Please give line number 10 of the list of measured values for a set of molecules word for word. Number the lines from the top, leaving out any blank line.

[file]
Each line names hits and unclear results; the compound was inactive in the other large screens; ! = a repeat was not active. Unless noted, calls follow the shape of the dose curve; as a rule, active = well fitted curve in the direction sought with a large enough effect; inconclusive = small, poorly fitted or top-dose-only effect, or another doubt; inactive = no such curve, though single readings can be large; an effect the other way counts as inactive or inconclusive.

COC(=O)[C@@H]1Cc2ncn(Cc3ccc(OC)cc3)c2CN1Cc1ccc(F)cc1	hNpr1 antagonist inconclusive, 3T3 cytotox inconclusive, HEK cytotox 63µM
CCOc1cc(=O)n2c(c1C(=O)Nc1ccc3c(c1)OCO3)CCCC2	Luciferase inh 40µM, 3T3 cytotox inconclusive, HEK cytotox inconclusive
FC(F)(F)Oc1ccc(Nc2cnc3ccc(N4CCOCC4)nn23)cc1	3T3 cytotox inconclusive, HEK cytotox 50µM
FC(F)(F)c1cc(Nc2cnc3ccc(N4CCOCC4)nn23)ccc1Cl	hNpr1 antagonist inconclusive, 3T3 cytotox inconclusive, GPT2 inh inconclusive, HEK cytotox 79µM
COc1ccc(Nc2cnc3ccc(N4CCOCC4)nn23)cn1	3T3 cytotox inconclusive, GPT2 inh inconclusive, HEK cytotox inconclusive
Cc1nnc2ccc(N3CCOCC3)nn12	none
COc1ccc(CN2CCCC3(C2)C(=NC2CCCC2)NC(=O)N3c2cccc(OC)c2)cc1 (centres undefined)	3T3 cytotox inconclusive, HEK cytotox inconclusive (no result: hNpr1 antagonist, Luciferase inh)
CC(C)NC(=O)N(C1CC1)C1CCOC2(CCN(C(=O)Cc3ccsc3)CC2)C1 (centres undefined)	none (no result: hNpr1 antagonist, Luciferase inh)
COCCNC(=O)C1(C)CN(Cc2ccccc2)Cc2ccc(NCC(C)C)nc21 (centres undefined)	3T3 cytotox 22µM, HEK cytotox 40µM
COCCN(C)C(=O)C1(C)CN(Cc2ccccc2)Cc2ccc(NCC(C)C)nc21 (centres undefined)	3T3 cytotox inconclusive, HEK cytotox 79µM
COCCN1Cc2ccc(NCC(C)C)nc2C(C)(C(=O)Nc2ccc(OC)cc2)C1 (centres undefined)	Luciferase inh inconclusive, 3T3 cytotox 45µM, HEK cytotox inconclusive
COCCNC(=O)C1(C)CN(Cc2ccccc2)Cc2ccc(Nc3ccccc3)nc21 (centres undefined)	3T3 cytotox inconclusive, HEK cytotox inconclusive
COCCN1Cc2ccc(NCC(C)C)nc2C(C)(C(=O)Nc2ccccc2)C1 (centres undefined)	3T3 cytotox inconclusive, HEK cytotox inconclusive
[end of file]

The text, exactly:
COCCNC(=O)C1(C)CN(Cc2ccccc2)Cc2ccc(NCC(C)C)nc21 (centres undefined)	3T3 cytotox 22µM, HEK cytotox 40µM